Sitting at Young Joni's bar, I was joined by Cameron Gainer, an artist and publisher of a literary arts-and-culture quarterly called the Third Rail. Gainer came to town a decade ago from New York, when his wife, Olga Viso, took over as executive director of the Walker Art Center.
"Back then, it was difficult to find anywhere to go after 8:30," Gainer said. "I'd tell people where we'd moved and they'd say, "Oh, Milwaukee's great!"" Now, he explained, living here feels like being at the center of something rapidly expanding and evolving: a vibrant creative class; a community of engaged artists, architects, and chefs. An American city like no other.
Andrew Zimmern, host of Bizarre Foods and outspoken booster of his adopted hometown, added to the list of reasons to love this place: "Prince was from here. You can swim, sail, or canoe on our lakes — on your lunch hour. We have the Minnesota State Fair, the single greatest party on planet Earth. And we've gone from not having a single oyster bar in town to being a national powerhouse as a restaurant city. All in one generation."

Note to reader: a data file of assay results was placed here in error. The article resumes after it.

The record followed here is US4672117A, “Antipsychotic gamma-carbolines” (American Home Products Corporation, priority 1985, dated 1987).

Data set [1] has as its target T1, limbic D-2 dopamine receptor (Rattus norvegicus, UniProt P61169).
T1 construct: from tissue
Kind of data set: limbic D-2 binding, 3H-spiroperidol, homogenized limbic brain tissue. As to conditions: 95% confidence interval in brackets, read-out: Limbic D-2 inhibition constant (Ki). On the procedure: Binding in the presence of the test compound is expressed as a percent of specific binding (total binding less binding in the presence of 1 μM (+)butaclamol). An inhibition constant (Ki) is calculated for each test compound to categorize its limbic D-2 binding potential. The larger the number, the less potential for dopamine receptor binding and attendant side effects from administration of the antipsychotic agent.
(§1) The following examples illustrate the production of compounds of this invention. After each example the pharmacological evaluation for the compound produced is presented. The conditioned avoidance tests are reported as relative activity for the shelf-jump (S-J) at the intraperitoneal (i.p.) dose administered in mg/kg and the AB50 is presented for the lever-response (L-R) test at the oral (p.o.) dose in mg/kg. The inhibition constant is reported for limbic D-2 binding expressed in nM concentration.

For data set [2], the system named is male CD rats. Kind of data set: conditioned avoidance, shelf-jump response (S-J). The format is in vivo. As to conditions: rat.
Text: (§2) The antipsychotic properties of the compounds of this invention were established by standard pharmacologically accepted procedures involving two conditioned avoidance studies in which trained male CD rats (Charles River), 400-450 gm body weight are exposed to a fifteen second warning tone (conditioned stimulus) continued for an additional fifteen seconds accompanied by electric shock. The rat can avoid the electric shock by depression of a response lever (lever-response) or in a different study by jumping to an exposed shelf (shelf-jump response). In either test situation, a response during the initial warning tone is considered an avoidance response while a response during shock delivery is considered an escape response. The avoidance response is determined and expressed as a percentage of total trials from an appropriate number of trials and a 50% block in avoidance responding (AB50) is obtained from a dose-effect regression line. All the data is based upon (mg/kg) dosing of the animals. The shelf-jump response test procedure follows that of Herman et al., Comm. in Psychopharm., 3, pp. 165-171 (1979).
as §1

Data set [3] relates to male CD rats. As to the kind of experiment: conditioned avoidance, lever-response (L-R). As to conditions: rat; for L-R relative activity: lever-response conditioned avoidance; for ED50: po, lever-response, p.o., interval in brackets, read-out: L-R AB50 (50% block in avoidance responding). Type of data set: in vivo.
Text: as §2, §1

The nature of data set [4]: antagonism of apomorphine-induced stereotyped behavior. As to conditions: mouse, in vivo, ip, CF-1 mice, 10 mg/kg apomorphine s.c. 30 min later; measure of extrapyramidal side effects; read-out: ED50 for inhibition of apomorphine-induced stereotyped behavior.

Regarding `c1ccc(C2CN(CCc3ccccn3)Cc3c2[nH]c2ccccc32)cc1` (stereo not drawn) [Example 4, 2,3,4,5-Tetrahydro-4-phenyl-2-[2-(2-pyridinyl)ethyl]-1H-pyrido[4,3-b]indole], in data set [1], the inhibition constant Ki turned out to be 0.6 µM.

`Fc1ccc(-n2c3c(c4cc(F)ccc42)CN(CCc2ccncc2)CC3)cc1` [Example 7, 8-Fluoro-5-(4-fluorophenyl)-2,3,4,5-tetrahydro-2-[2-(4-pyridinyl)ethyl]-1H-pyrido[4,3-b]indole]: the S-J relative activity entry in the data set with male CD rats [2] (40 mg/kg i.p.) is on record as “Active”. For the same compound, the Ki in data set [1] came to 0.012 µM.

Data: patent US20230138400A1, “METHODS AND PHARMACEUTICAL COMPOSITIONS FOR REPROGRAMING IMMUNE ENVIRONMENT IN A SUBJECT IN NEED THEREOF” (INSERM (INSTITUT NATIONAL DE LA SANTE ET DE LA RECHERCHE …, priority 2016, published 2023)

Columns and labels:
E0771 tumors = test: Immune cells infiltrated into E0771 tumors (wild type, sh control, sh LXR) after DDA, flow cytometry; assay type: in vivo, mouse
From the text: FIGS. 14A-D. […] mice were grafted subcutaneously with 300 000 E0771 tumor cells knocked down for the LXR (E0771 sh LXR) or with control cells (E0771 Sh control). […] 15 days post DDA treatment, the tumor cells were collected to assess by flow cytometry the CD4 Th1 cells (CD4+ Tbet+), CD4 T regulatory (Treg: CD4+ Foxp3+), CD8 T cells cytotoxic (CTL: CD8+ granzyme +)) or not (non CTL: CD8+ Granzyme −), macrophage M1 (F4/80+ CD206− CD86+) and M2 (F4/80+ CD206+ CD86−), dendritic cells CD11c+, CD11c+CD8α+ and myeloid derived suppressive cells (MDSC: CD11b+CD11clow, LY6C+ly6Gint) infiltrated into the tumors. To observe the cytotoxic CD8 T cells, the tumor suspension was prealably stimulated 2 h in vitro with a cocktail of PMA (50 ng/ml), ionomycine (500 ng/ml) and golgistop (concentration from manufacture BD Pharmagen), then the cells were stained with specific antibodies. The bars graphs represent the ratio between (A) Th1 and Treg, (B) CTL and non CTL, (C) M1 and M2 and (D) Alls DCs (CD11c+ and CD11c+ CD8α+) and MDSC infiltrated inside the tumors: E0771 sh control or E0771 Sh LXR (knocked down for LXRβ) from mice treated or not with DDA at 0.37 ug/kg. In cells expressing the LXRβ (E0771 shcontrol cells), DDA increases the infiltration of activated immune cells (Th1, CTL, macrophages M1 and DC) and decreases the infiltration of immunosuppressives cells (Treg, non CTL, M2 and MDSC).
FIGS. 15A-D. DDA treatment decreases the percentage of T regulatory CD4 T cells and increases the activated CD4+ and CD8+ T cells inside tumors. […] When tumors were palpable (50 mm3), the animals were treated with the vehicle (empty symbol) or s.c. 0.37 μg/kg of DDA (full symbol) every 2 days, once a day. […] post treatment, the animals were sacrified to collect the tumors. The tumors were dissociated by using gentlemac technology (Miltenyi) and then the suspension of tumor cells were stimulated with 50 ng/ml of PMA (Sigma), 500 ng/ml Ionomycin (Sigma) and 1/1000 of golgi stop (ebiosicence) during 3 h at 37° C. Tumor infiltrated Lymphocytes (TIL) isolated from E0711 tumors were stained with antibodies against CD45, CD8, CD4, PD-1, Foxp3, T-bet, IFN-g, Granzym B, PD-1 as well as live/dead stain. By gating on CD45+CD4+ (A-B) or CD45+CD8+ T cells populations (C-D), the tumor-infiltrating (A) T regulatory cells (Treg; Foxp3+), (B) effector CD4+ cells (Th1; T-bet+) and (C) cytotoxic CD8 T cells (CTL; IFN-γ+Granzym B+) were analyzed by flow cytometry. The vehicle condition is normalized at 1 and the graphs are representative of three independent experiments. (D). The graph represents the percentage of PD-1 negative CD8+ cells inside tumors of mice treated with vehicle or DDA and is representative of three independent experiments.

The Twin Cities' pioneering cultural institutions have continued to reinvent themselves. The Walker, which was reclad and expanded in 2005 by Herzog & de Meuron, last year completed a lengthy overhaul of its iconic sculpture garden, adding 18 new works by artists such as Katharina Fritsch and Theaster Gates. The 55-year-old Guthrie Theater unveiled a striking new Jean Nouvel–designed home in 2006, with its Endless Bridge cantilevered out toward the Mississippi. St. Paul's Minnesota Museum of American Art is in the midst of a massive expansion. Also last year, the century-old Minneapolis Institute of Art put on the first major exhibition of contemporary Somalian artwork. Artists have colonized the industrial buildings of Northeast Minneapolis, converting the brick husks into studios and galleries. This dynamic cultural scene is by design: Minnesota ranks second in the nation after Washington, D.C., for per-capita government spending on the arts. "There's a let's-make-stuff vibe that's amazing," Gainer said. "There are opportunities to collaborate, to do things that don't exist yet, like start an art journal or open a Korean pizza joint."